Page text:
Leading from the Front … Leading with Vision

Leadership vs. Management, on Flickr

Photo Credit: Leadership vs. Management, on Flickr

Leading from the front requires leading with vision!

Engaging the question, “Why does vision matter?” Burt Nanus offers the following reflection:

Vision is the main tool leaders use to lead form the front. Effective leaders don’t push or production their followers. They don’t boss them around or manipulate them. They are out front showing the way. The vision allows leaders to inspire, attract, align, and energize their followers—to empower them by encouraging them to become part of a common enterprise dedicated to achieving the vision.”

In this brief post I encourage you to consider whether you’re leading from the front or whether you’re leading from behind. Are you calling people to an inspiring vision of what can be, or are you pushing and prodding followers to do what they really are not committed to already?

Vision helps to motivate followers intrinsically rather than extrinsically. Vision helps to lead from the front!

Leadership & Management

Lead the Way

Photo Credit: 3D Team Leadership Arrow Concept, Scott Maxwell, Flickr

The conversation surrounding leadership and management is an important one. While management was a major emphasis in the 20th century, focusing on stability and control, leadership has come to the forefront later in the 20th century and into our current time. In contrast to stability and control, leadership emphasizes valuing change, valuing people, empowerment of people, and the central place of relationships in organizational life.

Leadership and Management Described

John Kotter provides a helpful overview of the distinction between leadership and management. Management’s orientation around stability and control is characterized by dimensions such as (a) planning and budgeting, (b) organizing and staffing, and (c) controlling and problem-solving. leadership’s orientation around people, empowerment, and relationships is characterized by (a) direction-setting, (b) aligning, and (c) motivating.

Processes vs. People

While management focuses on stability and efficiency of processes, leadership focuses on navigating people and systems toward change and insuring that the team or organization is focused on the right things. The language of processes and people is also helpful. Management tends to be more process and object focused; leadership tends to be more people and human resource focused.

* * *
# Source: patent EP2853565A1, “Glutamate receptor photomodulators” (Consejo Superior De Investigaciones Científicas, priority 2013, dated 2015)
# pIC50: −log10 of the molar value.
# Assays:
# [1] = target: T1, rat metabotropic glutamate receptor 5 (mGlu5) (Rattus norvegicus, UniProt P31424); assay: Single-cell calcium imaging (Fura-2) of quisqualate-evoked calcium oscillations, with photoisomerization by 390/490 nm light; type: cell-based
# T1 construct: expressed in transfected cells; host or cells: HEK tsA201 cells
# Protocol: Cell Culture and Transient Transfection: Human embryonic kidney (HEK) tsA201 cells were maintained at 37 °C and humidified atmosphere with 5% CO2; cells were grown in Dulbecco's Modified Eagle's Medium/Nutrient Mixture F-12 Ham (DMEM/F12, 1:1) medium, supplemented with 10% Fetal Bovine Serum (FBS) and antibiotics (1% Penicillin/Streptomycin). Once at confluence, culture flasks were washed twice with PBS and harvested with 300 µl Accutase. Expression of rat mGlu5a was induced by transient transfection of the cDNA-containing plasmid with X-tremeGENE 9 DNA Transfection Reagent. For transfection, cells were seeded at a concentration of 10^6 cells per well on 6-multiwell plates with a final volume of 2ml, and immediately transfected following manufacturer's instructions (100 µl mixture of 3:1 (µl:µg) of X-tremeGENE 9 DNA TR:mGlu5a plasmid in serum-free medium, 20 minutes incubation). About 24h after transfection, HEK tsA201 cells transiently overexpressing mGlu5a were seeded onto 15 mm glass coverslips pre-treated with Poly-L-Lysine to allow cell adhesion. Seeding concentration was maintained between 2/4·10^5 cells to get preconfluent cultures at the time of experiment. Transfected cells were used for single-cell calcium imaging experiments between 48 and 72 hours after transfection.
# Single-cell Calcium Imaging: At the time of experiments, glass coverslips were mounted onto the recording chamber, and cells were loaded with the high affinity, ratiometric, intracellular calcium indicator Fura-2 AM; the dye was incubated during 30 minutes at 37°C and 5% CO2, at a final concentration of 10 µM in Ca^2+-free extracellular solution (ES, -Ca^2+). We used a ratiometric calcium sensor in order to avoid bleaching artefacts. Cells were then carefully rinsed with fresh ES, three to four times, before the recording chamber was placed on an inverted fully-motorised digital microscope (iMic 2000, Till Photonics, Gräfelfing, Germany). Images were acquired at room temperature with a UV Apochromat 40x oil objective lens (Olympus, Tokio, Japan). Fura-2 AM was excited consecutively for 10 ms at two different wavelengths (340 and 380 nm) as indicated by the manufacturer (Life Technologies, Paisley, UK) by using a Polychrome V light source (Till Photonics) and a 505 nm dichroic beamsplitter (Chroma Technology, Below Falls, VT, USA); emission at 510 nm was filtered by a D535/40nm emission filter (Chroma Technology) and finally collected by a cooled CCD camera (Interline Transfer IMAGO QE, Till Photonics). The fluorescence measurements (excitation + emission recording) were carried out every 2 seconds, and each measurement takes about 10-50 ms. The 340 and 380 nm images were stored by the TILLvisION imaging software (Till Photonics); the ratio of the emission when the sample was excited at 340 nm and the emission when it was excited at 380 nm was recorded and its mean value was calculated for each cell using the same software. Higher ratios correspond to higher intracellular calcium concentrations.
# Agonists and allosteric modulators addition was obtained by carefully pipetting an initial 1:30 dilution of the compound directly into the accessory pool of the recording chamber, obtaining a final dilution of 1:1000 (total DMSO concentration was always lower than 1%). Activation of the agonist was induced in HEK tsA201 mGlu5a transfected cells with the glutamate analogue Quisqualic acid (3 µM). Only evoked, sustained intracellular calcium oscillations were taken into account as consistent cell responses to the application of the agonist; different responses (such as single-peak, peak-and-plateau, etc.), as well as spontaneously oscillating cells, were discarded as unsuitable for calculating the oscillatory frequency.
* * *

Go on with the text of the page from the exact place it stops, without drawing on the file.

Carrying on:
Efficiency vs. Effectiveness

The temptation is to raise one of these as more important than the other. Organizations and followers need both stability (management) and change (leadership). Organizations and followers need both efficiency (management) and effectiveness (leadership). In contrasting the two, I think my natural tendency is to focus on the big picture and whether or not we are making progress toward the right goals for our community. Because of this, I need to regularly and intentionally ensure that the managerial side of my departments is not being lost in the leadership emphasis.

Pursuing Both in Your Practice

Whether we tend toward leadership or management, we need to remember that our organizations need both. Make sure that you know your tendency so that you may give attention to balancing this out in your own practice and through the diverse people brought onto your team.

Organizational Culture vs. Organizational Identity

It is vital that organizational leaders understand the distinction between organizational identity and organizational culture.

Organizational Identity is the visible and public dimension of an organization. It is captured by what is included in its public documents, websites, and public forms of communication.

Organizational Culture is the deeper essence of the organization, often present at the unseen or unconscious levels of organizational life. In his book Organizational Culture and Leadership, Edgar Schein argues that organizational culture is essentially “…the accumulated shared learning of a given group” and “its pattern of shared, taken-for-granted basic assumptions.”

With this distinction of organizational identity as a public dimension and organizational culture as a sometimes unseen dimension, I use the iconic metaphor of an iceberg to capture this thought and distinction. Leaders who are only paying attention to the organizational identity that is above the waterline might inadvertently collide with the underlying organizational culture. Leaders must pay attention to both dimensions—both above and beneath the waterline.

Photo Credit: IMG_2863, by ravas51, Flickr

Photo Credit: IMG_2863, by ravas51, Flickr

Leaders must not only be aware of and communicate the public identity of their organization, they must also be aware of how this stated identity is either ALIGNED OR MISALIGNED with the actual organizational culture.

Organizations sometimes assert organizational identities that are more aspirational than actual. In one sense, this is helpful. We want to strive for improvement as individuals and as organizations. The leadership danger, however, is when the gap between aspirational identity and actual culture is unseen by the core leaders of the organization.

As leaders, we need to raise our awareness of where organizational identity and culture are aligned and where they are misaligned. Where there is alignment, let’s celebrate and tell the story. Where there is misalignment, let’s lead our communities toward our organizational aspirations with visionary determination.